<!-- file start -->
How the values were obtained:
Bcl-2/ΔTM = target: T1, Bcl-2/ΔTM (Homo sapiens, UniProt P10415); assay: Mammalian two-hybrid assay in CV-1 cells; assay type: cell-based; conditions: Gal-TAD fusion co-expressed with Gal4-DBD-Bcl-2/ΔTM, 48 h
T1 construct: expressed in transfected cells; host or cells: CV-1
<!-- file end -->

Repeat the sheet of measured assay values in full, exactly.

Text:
How the values were obtained:
Bcl-2/ΔTM = target: T1, Bcl-2/ΔTM (Homo sapiens, UniProt P10415); assay: Mammalian two-hybrid assay in CV-1 cells; assay type: cell-based; conditions: Gal-TAD fusion co-expressed with Gal4-DBD-Bcl-2/ΔTM, 48 h
T1 construct: expressed in transfected cells; host or cells: CV-1